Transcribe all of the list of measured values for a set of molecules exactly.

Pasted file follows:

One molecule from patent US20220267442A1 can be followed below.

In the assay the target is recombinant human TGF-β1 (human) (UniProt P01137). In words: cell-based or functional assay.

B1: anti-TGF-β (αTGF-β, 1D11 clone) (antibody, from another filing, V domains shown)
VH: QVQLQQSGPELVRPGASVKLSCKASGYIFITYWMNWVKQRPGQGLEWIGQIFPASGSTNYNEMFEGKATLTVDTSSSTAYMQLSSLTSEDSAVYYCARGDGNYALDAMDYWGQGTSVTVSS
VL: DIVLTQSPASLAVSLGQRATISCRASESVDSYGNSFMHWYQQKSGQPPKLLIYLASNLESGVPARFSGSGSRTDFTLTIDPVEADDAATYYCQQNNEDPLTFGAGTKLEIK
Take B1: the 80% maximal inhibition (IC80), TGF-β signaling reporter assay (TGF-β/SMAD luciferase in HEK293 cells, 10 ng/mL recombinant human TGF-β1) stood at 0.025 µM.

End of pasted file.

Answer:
One molecule from patent US20220267442A1 can be followed below.

In the assay the target is recombinant human TGF-β1 (human) (UniProt P01137). In words: cell-based or functional assay.

B1: anti-TGF-β (αTGF-β, 1D11 clone) (antibody, from another filing, V domains shown)
VH: QVQLQQSGPELVRPGASVKLSCKASGYIFITYWMNWVKQRPGQGLEWIGQIFPASGSTNYNEMFEGKATLTVDTSSSTAYMQLSSLTSEDSAVYYCARGDGNYALDAMDYWGQGTSVTVSS
VL: DIVLTQSPASLAVSLGQRATISCRASESVDSYGNSFMHWYQQKSGQPPKLLIYLASNLESGVPARFSGSGSRTDFTLTIDPVEADDAATYYCQQNNEDPLTFGAGTKLEIK
Take B1: the 80% maximal inhibition (IC80), TGF-β signaling reporter assay (TGF-β/SMAD luciferase in HEK293 cells, 10 ng/mL recombinant human TGF-β1) stood at 0.025 µM.